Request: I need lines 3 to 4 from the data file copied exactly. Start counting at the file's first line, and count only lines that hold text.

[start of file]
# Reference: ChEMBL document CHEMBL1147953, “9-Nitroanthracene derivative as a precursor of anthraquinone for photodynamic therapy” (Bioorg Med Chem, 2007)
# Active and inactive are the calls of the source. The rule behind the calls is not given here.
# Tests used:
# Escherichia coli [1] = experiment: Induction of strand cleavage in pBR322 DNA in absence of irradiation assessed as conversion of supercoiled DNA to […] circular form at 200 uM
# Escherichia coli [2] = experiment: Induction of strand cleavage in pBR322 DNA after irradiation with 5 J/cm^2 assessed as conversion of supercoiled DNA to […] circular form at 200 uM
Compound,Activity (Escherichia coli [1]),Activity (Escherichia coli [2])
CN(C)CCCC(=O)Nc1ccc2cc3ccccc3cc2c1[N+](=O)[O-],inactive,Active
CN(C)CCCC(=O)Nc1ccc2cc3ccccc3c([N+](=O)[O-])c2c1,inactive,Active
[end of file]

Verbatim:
# Tests used:
# Escherichia coli [1] = experiment: Induction of strand cleavage in pBR322 DNA in absence of irradiation assessed as conversion of supercoiled DNA to […] circular form at 200 uM